Sunday, August 31, 2008

The People of New Orleans Have Been Ordered to Evacuate

New Orleans ordered to evacuate

Shop owners have boarded up their windows in New Orleans ahead of the storm

The mayor of New Orleans has ordered residents out of the city ahead of the arrival of "the mother of all storms" Hurricane Gustav.

An estimated one million people have already fled the US Gulf coast.

The evacuation of New Orleans is to become mandatory at 8am (12:00 GMT) on Sunday along the vulnerable west bank of the Mississippi river, and at noon on the east bank, Ray Nagin, the city's mayor has said.

As residents carried out the evacuation, the US National Hurricane Centre downgraded Gustav to a category three, although it is expected to strengthen again before it makes landfall on Monday.

Nagin gave the order late on Saturday after the storm grew into a category four hurricane over Cuba and threatened to hit the state of Louisiana within the next 36 hours. Five is the highest category.

"We want everybody ... we want 100 per cent evacuation. If you decide to stay, you are on your own," he said.

"This storm is so powerful and growing more powerful every day that I'm not sure we've seen anything like it."

Katrina memories

New Orleans is still struggling to recover from Hurricane Katrina in August 2005, when heavy rains and strong winds flooded 80 per cent of the city and killed about 1,600 people across the region.

Forecasters have warned it is still too early to say whether the city will take another direct hit.

Gustav has, so far, killed more than 80 people in the Caribbean, and if forecasts hold true, would make landfall on Monday afternoon, somewhere between East Texas and western Mississippi.

Scarred by the still-fresh memories of Katrina, roads around New Orleans were jammed and hundreds of people lined up to board buses.

William Harpur, a New Orleans evacuee, said: "I thought it's gonna hang a right, it's gonna hang a left, it's not gonna be a problem until yesterday afternoon, when they said it's in the same corridor, it’s not changing, and I thought here we go again."

Nagin estimates that about half the population has already left and admitted officials were worried that some people would try to stay.

Even before he ordered the evacuation, most hotels had closed, and the airport was preparing to follow suit.

Federal agencies, which had failed to cope with the challenge of Hurricane Katrina, say they are well prepared to handle the evacuations this time.

Energy companies, whose 4,000 platforms in the Gulf produce a quarter of US crude oil and 15 per cent of its natural gas, braced for Gustav by evacuating personnel and shutting down three-fourths of their oil production.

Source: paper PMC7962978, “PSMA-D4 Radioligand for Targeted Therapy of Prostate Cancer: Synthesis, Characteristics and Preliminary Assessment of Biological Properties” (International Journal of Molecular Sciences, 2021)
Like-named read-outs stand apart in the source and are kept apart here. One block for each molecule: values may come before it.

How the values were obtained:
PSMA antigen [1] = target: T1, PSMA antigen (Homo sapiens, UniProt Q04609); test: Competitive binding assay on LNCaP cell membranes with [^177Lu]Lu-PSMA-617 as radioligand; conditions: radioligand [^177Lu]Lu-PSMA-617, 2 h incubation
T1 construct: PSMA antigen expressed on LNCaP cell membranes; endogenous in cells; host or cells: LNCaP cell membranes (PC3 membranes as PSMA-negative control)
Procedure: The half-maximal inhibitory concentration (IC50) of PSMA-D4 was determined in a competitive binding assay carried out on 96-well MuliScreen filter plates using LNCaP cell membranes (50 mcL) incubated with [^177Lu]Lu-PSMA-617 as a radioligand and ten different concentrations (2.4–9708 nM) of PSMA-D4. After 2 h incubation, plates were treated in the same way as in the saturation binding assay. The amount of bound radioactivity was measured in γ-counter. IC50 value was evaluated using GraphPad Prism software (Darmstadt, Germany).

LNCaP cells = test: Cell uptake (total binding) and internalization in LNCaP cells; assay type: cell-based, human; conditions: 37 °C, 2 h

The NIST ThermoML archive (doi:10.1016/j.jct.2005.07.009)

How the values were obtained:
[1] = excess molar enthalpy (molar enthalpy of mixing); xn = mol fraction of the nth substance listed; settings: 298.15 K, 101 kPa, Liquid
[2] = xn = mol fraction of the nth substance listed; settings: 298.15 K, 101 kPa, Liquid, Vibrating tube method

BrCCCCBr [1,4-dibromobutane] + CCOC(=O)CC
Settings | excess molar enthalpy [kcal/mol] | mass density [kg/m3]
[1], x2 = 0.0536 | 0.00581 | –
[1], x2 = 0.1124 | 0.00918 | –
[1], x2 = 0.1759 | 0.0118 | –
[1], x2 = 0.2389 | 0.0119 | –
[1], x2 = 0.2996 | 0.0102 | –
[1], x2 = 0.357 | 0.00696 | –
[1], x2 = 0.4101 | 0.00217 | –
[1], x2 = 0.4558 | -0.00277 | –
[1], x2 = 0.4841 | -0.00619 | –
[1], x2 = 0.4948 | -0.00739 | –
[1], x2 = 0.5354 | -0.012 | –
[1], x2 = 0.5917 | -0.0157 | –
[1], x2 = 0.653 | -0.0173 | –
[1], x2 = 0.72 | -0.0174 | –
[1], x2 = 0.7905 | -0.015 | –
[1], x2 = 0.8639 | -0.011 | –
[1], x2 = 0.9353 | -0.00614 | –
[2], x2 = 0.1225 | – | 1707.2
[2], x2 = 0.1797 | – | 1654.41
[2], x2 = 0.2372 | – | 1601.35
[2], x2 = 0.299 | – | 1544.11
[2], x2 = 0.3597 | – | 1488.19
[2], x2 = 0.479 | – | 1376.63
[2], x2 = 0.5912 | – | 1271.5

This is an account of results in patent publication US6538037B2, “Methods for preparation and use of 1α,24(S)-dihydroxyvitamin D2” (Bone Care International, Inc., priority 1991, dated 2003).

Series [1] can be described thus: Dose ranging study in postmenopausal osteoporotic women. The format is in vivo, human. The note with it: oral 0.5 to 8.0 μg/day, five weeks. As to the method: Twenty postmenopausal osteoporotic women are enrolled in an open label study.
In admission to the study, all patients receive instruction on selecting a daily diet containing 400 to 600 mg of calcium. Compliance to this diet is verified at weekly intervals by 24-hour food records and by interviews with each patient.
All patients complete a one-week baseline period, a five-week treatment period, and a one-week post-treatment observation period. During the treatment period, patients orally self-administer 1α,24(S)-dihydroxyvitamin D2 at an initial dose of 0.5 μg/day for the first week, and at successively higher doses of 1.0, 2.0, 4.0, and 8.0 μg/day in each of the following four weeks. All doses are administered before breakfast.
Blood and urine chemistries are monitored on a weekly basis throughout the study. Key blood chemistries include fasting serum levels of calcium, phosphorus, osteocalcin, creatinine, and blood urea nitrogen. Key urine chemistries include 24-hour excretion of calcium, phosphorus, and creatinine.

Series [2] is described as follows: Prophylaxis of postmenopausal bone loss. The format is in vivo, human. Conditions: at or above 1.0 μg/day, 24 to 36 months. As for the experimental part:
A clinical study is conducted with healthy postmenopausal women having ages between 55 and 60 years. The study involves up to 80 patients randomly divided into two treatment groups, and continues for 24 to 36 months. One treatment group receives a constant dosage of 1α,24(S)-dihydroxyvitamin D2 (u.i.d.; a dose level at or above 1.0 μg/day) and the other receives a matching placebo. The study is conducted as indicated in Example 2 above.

Katrina and Hurricane Rita, which followed it three weeks later, wrecked more than 100 Gulf oil platforms.

Convention delay

John McCain, the presumptive Republican presidential candidate, and Sarah Palin, his running-mate, are due to visit Mississippi on Sunday to inspect preparations for the arrival of Hurricane Gustav.

McCain has already warned that his party may have to suspend its convention next week, because of the storm.

"It wouldn't be appropriate to have a festive occasion while a near tragedy or a terrible challenge is presented in the form of a national disaster," he said.

The Republican national convention, scheduled to open on Monday in St Paul, Minnesota, would see McCain awarded official nominee status as the party's presidential candidate.

Source: Al Jazeera and agencies

Angolan President Speaks Highly of China-built Railway Line on Trial Operation

Angolan president speaks highly of China-built railway line on trial operation

2008-08-31 11:34:25
GMT2008-08-31 19:34:25 (Beijing Time)
Xinhua English

MALANJE, Angola, Aug. 31 (Xinhua) -- Angolan President Jose Eduardo dos Santos has spoken highly of China-built Malanje-Luanda railway in trial operation during his inspection tour to the line at the weekend.

Speaking to over 20,000 local people welcoming him, he recognized the hardworking spirit of the Chinese workers who helped more than 4,000 local laborers and expressed his satisfaction with the high-quality of the line.

The 479-km-long railway line is ok and the passenger train is beautiful, he said, adding that the operation of the line is of key strategic to the country's economic development, especially boosting markets both in coastal areas and inland regions.

After inspecting a passenger train entering into the Malanje Railway Station, the president told the crowd of Chinese workers who manage the line and the station in Chinese "Xiexie, Xiexie (Thank you, thank you)."

The president, accompanied by First Lady Anna Paula dos Santos, also enquired the Chinese railway managerial personnel about the performance and function of the six-carriage passenger train which is in trial operation.

The Malanje-Luanda railway line with a contractual value of 355 million U.S. dollars is so far the largest infrastructural project China has contracted in Angola.

There are 16 stations along the line starting from the provincial capital Malanje in the north and running through four provinces of Malanje, Kuanza Norte, Bengo and Luanda and before it terminates in the Angolan capital Luanda, also a seaport city in Angola.

It took three years for China Railway 20th Bureau to instruct some 4,300 local workers to complete the project which consists of laying 264-km-long new rails, revamping 215-km-long existing rails and constructing 16 railway stations, 16 steel and reinforced concrete bridges and over 200 culverts.